A grim report warns that New York Mayor Eric Adams is cutting the city budget too aggressively — overcompensating by $5 billion — to deal with the migrant crisis.
Adams ordered city agencies — including the NYPD, the Fire Department and the Department of Education — to cut budgets by 15 percent this fiscal year — starting with a 5 percent cut in November.
The Democratic leader says the city must make cuts to accommodate the roughly 116,000 migrants arriving in 2023.
But a report from the nonpartisan Fiscal Policy Institute claims the 15 percent cut Adams is demanding amounts to $10 billion — far more than the $4.7 billion he says the city needs in the coming year to care for the migrants .
“While growth in costs for asylum seekers is creating new budget pressures, the city’s request for 15 percent cuts to all agencies — amounting to a $10 billion cut in one year — significantly overestimates the budget impact of migrant arrivals ‘, the report said.
A new damning report shows that Mayor Eric Adams’ planned $10 billion annual budget cuts for 2024 and 2024 are billions more than the cost of New York’s migrant crisis.
Adams ordered city agencies — including the NYPD, the Fire Department and the Department of Education — to cut budgets by 15 percent this fiscal year
New York Mayor Eric Adams speaks to reporters at the Borough of Manhattan Community College on Thursday
“The city estimates that the total cost to asylum seekers in 2024 and 2025 will be $10.9 billion. However, the city’s share of the costs for asylum seekers in 2024 and 2025 amounts to $8.9 billion, of which $2.4 billion was already budgeted in the adopted budget.
“This brings the city’s new funding needs to $6.5 billion over the next two years: $2.3 billion in 2024 and $4.1 billion in 2025. The proposed cuts of $10 billion per year are billions of dollars higher than the higher cost estimates for asylum seekers. ‘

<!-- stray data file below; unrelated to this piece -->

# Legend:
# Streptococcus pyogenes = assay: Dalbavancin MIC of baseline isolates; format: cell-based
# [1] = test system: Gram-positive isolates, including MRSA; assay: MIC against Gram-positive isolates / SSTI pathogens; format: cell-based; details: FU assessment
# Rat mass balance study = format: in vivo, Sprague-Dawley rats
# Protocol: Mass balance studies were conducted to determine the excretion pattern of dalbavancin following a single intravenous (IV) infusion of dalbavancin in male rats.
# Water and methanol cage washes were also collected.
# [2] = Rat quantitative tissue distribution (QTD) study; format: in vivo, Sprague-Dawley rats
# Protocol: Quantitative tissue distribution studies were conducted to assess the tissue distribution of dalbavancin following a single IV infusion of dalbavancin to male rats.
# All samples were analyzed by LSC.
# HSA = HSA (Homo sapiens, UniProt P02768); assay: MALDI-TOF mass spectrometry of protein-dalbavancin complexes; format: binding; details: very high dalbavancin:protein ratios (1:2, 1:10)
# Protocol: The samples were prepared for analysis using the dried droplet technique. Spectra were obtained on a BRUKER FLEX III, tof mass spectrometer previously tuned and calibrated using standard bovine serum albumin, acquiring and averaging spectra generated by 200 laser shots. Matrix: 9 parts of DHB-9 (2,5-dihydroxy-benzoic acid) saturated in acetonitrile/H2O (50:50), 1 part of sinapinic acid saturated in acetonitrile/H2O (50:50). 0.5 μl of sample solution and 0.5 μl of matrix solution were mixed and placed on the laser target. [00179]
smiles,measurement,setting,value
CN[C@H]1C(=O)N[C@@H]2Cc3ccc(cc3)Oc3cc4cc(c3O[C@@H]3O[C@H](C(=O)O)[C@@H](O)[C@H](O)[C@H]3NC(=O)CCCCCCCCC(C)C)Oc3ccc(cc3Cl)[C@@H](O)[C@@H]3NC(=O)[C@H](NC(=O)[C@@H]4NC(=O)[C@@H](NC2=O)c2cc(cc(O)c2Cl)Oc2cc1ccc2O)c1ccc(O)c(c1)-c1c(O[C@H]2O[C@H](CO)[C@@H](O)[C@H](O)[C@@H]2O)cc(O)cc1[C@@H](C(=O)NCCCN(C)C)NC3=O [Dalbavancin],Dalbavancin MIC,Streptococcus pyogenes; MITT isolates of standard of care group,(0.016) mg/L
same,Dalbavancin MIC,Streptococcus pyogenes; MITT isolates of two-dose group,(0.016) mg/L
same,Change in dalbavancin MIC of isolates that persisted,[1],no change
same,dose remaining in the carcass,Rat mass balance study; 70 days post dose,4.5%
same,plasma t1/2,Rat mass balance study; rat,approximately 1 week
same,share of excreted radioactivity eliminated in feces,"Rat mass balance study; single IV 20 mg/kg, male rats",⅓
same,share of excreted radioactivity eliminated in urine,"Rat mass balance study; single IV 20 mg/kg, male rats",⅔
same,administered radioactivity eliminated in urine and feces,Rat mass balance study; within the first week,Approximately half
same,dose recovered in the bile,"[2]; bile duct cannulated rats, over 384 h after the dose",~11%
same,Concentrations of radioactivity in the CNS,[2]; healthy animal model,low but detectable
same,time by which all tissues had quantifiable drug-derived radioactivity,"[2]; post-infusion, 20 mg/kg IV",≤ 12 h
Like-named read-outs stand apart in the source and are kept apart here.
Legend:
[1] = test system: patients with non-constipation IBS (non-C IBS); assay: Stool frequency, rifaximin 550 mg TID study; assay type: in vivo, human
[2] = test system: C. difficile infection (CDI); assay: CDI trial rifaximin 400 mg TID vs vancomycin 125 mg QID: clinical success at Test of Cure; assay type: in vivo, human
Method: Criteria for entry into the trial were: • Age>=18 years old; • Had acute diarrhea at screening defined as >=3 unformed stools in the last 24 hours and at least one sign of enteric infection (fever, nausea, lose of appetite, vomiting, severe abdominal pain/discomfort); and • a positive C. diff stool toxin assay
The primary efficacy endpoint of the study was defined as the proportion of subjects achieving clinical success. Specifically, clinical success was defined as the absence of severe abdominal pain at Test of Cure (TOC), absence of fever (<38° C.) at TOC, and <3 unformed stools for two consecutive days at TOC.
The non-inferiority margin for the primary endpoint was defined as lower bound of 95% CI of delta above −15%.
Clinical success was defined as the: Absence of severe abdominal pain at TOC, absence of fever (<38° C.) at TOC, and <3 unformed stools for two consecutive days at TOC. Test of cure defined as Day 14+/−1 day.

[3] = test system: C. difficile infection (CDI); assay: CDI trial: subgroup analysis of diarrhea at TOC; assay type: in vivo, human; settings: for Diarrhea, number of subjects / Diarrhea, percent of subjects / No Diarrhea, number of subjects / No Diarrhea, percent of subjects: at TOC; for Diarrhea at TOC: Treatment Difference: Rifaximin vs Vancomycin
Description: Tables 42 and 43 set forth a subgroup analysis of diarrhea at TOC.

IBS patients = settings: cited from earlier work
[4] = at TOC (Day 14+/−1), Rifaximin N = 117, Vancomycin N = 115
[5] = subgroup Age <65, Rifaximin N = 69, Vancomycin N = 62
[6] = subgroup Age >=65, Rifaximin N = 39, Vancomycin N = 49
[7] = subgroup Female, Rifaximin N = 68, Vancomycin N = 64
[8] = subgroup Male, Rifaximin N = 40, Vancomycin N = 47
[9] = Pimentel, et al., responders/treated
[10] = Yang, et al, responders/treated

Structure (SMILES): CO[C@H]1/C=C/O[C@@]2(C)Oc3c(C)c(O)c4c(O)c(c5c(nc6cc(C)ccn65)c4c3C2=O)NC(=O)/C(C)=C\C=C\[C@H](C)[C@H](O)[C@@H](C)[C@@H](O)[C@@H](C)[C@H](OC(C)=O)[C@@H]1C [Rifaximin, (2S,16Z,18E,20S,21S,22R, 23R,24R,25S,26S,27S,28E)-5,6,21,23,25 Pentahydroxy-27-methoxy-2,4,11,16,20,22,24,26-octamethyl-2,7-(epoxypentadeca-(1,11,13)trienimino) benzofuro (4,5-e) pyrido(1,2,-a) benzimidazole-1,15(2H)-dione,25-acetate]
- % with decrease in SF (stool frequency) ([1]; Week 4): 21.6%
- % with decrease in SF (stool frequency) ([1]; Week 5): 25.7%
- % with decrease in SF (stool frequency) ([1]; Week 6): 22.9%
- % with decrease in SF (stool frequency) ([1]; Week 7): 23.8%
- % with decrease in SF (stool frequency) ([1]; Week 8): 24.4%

The mayor’s proposed cuts also assume that the situation will not improve in the next two years, and that all migrants will require the city to care for them indefinitely.
“The city’s cost estimates for asylum seekers assume that no progress is made in finding efficiencies in housing or work permits, and that per-night costs for households will remain $383 over the next two years,” the study said.
Mayor Adams’ office told DailyMail.com in a statement: “The Mayor has made it clear that in the absence of significant and timely state and federal support, we will have to make difficult choices to stabilize our city’s budget.
‘FPI’s calculations are based on incorrect assumptions and are therefore inaccurate. The truth is that we must take strong and decisive action now to close projected billions of dollars in budget shortfalls in fiscal years 2024 and 2025, as required by law, and prevent substantial budget disruption that will harm asylum seekers and elderly New Yorkers.
“If conditions change during the year, we will reevaluate our savings initiatives.”